Hairy cell leukemia

Hairy cell leukemia is a very rare cancer that causes the bone marrow to make abnormal lymphocytes. Hairy cell leukemia got its name because the lymphocytes look hairy under a microscope.

Symptoms of hairy cell leukemia (HCL) can include weakness, fever, weight loss, bruising easily, and repeated infections. The spleen may become swollen and painful.

HCL grows very slowly. So it often does not need to be treated right away. It is more common in men than in women. It occurs more often in adults in their 50s and is not seen in children or teens.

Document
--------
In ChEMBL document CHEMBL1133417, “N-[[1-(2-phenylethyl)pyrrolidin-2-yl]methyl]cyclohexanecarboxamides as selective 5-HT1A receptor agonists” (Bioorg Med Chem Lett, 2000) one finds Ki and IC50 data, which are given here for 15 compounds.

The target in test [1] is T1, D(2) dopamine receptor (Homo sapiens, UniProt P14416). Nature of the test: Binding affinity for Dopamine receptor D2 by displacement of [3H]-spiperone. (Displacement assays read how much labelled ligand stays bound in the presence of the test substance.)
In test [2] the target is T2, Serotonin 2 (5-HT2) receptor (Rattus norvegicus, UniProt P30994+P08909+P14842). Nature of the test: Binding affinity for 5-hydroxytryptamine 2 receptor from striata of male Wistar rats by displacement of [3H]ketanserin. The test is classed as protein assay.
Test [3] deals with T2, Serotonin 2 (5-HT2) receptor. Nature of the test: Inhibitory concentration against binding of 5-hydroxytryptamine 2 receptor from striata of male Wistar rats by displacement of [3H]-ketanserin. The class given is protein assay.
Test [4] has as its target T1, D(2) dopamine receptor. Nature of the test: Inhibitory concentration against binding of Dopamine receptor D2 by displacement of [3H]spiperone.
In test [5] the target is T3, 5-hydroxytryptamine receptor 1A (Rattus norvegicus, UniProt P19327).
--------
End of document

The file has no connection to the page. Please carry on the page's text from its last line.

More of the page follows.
HCL is considered a chronic disease because it does not ever go away completely. But treatment can keep symptoms away for long periods of time. And if a person who has HCL is under the care of a doctor, he or she can have a normal life expectancy.

Last Updated: November 26, 2008

Author: Bets Davis, MFA

Medical Review: Anne C. Poinier, MD - Internal Medicine & Brian Leber, MDCM, FRCPC - Hematology

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